Israel has agreed "on the principles" of a Franco-Egyptian truce proposal, raising hopes of an end to its conflict with Palestinian militants in Gaza.Apparently Hamas has not been quite as agreeable--which seems to have led to this odd statement from Sarkozy:
In a statement on Wednesday, France's President Nicolas Sarkozy welcomed "the acceptance by Israel and the Palestinian Authority" of the Franco-Egyptian ceasefire plan. The statement did not mention Hamas.Is Sarkozy so desperate that the best he can do is to congratulate the PA for accepting a ceasefire that does not even concern them?
Eric Trager delineates some of the difficulties of the potential truce for Hamas, while it would require an end not only to the firing of rockets into Israel, but also to the actual smuggling of the rockets into Gaza as well. Israel has shown a willingness towards accept the truce.
It seems that everything mitigates against Hamas being able to accept the truce that the world wants in order to save Hamas. No wonder that Sarkozy is thrilled to find any Palestinian willing to accept his ceasefire plan.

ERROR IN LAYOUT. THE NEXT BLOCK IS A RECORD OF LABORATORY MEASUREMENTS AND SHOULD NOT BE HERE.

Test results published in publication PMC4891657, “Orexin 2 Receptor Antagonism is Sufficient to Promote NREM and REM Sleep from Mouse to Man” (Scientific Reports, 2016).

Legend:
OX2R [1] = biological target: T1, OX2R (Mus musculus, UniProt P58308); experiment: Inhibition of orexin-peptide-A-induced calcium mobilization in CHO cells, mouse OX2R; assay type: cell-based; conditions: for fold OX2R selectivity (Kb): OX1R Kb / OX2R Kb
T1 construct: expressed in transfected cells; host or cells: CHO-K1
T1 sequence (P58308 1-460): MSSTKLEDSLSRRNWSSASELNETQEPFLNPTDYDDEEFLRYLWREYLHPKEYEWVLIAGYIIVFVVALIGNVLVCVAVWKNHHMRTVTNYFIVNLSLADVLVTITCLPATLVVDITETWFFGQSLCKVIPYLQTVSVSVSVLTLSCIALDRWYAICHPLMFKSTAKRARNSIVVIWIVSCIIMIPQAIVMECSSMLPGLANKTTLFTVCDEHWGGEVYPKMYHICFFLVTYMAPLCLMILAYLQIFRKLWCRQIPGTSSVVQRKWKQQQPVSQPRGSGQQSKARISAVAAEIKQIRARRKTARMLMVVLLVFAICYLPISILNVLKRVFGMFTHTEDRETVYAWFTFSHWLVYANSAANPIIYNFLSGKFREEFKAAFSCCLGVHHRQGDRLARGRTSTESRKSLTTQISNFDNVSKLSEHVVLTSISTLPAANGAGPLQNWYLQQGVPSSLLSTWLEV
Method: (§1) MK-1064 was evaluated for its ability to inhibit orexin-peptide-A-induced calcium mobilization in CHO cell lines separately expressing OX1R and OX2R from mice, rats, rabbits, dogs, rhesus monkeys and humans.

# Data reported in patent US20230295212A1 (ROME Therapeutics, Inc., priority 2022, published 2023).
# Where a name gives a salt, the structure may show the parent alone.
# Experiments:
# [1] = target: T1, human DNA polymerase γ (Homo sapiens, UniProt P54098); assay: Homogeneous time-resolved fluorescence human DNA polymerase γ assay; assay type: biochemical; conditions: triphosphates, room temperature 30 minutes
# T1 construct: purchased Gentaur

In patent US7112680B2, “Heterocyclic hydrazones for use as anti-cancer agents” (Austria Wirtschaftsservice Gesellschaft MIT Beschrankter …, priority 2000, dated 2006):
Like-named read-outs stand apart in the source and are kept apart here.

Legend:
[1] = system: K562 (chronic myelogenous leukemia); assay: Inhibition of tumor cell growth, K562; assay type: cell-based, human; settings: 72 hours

However, when it comes to encouraging Hamas to accept and comply with the truce, the international community will find itself in a serious bind. For starters, accepting this truce would force Hamas to admit defeat - something that it cannot possibly do if it hopes to maintain its standing within the Muslim world, as well as among many Palestinians. Moreover, Hamas cannot accept a truce that it has had no part in negotiating - and the international community cannot permit Hamas’s involvement in negotiations, because doing so would reward Hamas for firing rockets and instigating a deadly war with Israel in the first place. Remember: the west has long maintained its boycott against Hamas on account of its terrorism and rejection of Israel’s existence, and the international community cannot allow Hamas to emerge from the current conflict with sudden diplomatic legitimacy.For this reason, the success of any forthcoming truce depends entirely on whether Israel’s attack on Gaza has weakened Hamas sufficiently.
Maybe next time he will know better than to follow the advice of those who insist on jumping into the Middle East to encourage the opposing sides to talk to each other.
Egyptian officials said the Israeli officials were meeting with the head of Egyptian military intelligence, Omar Suleiman, to explore a proposal devised by Egypt and France as what officials in Paris called a road map to a cease-fire. There was no immediate word on the outcome of the talks. [emphasis added]
Yeah, when I hear the phrase "road map" I get tense too.